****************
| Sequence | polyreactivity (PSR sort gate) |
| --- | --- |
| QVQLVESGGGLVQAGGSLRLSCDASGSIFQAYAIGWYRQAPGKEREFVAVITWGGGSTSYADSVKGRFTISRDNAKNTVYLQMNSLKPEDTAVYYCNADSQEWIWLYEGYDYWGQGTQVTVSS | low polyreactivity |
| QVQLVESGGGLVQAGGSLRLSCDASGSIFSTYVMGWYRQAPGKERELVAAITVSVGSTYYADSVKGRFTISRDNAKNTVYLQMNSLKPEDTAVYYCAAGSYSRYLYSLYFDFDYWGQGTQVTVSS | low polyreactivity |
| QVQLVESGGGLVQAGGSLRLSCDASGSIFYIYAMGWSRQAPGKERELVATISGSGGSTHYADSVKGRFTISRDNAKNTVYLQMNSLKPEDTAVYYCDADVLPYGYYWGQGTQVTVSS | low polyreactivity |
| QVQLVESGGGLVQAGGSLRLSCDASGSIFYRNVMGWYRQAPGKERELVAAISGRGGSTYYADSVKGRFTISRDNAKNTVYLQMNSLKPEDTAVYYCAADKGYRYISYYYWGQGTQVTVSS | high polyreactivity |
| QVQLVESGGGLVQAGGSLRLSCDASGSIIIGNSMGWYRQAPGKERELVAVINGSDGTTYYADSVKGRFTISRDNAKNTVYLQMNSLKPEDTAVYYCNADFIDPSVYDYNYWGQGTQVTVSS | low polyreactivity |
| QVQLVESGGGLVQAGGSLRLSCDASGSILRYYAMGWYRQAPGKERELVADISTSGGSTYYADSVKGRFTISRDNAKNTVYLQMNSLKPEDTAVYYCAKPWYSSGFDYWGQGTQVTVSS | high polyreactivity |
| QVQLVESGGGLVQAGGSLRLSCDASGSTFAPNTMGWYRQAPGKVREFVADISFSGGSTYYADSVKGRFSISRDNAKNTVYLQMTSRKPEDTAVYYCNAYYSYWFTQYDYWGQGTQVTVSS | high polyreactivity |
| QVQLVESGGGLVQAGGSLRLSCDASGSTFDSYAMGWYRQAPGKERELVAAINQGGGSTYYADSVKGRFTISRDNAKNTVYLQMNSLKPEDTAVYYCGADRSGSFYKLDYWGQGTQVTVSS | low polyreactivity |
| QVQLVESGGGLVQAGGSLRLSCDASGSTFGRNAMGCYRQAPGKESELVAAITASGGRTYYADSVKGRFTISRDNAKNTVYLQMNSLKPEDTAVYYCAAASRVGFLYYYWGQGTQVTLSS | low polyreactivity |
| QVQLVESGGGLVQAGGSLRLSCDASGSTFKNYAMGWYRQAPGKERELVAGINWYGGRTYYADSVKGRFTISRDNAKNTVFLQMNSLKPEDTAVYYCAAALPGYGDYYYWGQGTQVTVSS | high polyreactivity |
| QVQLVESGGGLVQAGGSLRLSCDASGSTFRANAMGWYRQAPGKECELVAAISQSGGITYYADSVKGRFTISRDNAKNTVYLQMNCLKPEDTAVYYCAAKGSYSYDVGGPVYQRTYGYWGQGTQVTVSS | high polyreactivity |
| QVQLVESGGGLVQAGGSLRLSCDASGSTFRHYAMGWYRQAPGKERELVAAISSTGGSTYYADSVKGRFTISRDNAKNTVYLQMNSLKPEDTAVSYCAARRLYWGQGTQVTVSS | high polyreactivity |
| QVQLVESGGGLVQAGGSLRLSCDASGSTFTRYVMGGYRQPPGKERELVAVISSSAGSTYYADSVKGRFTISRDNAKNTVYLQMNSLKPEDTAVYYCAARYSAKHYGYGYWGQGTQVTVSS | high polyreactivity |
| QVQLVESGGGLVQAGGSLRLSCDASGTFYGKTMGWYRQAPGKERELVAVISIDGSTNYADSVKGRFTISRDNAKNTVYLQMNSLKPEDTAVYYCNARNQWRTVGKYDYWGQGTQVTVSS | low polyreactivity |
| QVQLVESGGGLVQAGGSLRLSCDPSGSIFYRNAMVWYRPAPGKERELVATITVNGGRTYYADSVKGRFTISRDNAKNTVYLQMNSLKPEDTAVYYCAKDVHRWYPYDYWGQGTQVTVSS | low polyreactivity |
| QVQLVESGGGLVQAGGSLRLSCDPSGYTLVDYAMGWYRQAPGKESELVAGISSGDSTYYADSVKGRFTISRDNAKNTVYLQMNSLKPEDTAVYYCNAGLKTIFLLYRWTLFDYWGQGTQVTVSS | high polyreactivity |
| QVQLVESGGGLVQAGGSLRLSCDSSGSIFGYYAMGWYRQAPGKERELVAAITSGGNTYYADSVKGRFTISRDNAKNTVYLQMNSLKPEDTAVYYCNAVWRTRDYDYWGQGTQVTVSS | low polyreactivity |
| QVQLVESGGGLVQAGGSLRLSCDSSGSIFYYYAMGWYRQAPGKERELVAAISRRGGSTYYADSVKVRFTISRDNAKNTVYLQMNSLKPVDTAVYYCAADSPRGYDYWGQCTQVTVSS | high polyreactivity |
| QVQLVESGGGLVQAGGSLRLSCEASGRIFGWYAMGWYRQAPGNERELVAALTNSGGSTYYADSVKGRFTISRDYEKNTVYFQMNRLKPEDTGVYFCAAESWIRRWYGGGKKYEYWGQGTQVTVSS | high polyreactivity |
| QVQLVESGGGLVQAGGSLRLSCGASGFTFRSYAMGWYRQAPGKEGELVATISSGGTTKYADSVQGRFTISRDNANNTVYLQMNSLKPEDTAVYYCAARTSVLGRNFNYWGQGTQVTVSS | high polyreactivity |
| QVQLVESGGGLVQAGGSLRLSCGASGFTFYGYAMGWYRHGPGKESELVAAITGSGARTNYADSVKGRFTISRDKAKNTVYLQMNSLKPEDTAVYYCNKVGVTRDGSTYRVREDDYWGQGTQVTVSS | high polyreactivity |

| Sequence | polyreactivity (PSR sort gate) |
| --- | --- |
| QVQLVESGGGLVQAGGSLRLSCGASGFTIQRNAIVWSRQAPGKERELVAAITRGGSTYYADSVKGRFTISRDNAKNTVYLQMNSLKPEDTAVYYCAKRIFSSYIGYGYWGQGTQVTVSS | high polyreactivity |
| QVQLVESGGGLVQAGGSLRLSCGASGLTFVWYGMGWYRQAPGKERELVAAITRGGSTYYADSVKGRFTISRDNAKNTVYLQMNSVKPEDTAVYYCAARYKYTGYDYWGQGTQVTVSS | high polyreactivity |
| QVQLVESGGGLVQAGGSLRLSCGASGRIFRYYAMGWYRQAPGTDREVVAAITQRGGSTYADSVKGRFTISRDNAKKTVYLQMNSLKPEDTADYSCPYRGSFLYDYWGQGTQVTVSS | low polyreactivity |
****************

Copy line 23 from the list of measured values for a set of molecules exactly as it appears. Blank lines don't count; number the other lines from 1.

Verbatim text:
| QVQLVESGGGLVQAGGSLRLSCGASGFTFYGYAMGWYRHGPGKESELVAAITGSGARTNYADSVKGRFTISRDKAKNTVYLQMNSLKPEDTAVYYCNKVGVTRDGSTYRVREDDYWGQGTQVTVSS | high polyreactivity |